Explained | What are the major causes of maternal mortality?

India is on track to achieve the United Nation’s Sustainable Development Goal target to reduce the maternal mortality ratio by 2030.

March 22, 2022 05:00 pm | Updated 05:00 pm IST

Image used for representation only

Image used for representation only | Photo Credit: Rajeev Bhatt

The story so far: According to the latest report of the Registrar General of India (RGI), the Maternal Mortality Ratio (MMR) in the country has reduced by 10 points – from 113 in 2016-18 to 103 in 2017-19. MMR is defined as the number of maternal deaths during a given time period per 100,000 live births during the same time period. States like Kerala, Maharashtra and Uttar Pradesh have shown more than 15% decline in the MMR, while Jharkhand, Rajasthan, Bihar, Punjab, Telangana and Andhra Pradesh have shown a decline between 10-15%.

With this steady decline, India is on track to achieve the United Nation’s Sustainable Development Goal (SDG) target to reduce the maternal mortality ratio to less than 70 per 100,000 live births by 2030. Kerala, Maharashtra, Telangana, Tamil Nadu, Andhra Pradesh, and Jharkhand have already achieved the SDG target, with the number of deaths as low as 30 in some states.

What are the causes of maternal mortality?

Maternal mortality is a measure of the reproductive health of women in an area. The World Health Organisation describes maternal death as a “female death from any cause related to or aggravated by the pregnancy or its management, excluding accidental or incidental causes, during pregnancy and childbirth or within 42 days of termination of pregnancy, irrespective of the duration and site of the pregnancy”.

According to the United Nations Children's Fund (UNICEF), the major causes for maternal mortality are severe bleeding, infections, high blood pressure during pregnancy, anaemia, complications from delivery, and unsafe abortions. A large number of these issues can be alleviated with proper medical support, which is sometimes not easy to access. These complications are a result of compounded social, cultural and medical factors.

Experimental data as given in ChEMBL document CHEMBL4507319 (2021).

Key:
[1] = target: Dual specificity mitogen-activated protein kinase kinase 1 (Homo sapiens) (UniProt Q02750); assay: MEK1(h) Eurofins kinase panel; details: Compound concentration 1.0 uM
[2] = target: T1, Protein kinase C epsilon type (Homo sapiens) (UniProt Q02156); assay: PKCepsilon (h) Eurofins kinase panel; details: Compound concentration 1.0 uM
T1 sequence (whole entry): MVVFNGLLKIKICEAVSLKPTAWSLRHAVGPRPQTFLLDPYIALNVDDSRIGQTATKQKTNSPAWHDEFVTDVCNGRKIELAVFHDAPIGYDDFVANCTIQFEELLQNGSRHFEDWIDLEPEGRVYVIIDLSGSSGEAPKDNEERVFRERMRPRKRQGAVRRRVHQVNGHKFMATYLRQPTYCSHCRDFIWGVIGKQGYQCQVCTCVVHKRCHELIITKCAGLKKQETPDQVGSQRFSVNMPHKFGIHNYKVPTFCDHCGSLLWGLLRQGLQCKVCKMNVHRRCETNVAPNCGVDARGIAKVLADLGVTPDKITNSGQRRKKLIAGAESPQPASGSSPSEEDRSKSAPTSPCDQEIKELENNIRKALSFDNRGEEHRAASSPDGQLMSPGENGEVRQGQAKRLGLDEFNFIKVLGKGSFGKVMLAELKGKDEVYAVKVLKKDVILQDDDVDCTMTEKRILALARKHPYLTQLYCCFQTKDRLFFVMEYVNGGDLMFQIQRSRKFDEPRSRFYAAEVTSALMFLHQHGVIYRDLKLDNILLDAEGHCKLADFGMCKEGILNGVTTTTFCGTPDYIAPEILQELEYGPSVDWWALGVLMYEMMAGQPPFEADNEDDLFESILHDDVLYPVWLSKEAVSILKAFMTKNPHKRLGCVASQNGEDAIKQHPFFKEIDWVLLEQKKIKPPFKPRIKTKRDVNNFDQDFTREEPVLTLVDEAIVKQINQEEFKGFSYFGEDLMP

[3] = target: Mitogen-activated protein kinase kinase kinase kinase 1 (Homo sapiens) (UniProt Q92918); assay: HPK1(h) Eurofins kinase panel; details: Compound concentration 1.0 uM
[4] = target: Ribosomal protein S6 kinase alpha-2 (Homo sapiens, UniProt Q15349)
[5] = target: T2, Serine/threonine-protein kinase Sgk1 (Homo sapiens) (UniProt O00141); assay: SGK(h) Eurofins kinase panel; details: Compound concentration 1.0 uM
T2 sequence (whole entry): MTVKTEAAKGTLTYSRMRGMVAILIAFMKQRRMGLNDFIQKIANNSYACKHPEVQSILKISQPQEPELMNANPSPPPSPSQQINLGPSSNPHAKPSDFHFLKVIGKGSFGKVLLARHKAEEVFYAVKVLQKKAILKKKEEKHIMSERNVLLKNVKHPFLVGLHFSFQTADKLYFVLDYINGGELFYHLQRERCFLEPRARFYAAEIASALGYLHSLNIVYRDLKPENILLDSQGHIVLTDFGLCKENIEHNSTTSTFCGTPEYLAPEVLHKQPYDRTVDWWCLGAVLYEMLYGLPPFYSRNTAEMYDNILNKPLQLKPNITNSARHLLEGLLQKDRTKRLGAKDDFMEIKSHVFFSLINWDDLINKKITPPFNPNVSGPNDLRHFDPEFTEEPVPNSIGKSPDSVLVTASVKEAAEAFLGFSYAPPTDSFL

Early pregnancy between 15 and 19 years of age, when the adolescent girls are themselves growing, can lead to numerous complications that often result in the death of the mother. Child marriage, still followed in some parts of India even though it has been declared illegal, aggravates cases of pregnancy-related complications in young girls.

Other causes that result in maternal deaths are lack of necessary medical care during childbirth or financial constraints to access medical care.

How can MMR be reduced?

Regular collection and review of data from Maternal Death Surveillance and Response (MDSR) has helped the government plan and implement corrective measures to reduce maternal mortality in India over the years.

The government of India has developed an elaborate system of analysing the data collected. The collection of data is a structured procedure starting at the block level and moving up to districts and states. States have been structured into three groups based on the frequency of maternal deaths: high MMR, moderately high MMR and low MMR. The government has different guidelines in place to reduce the MMR in these individual groups.

Improving and establishing healthcare infrastructure in rural and remote areas can significantly reduce MMR in India. Creating awareness in society is also an important step to reduce maternal mortality since many women are unable to access adequate healthcare facilities due to cultural practices or societal taboos.

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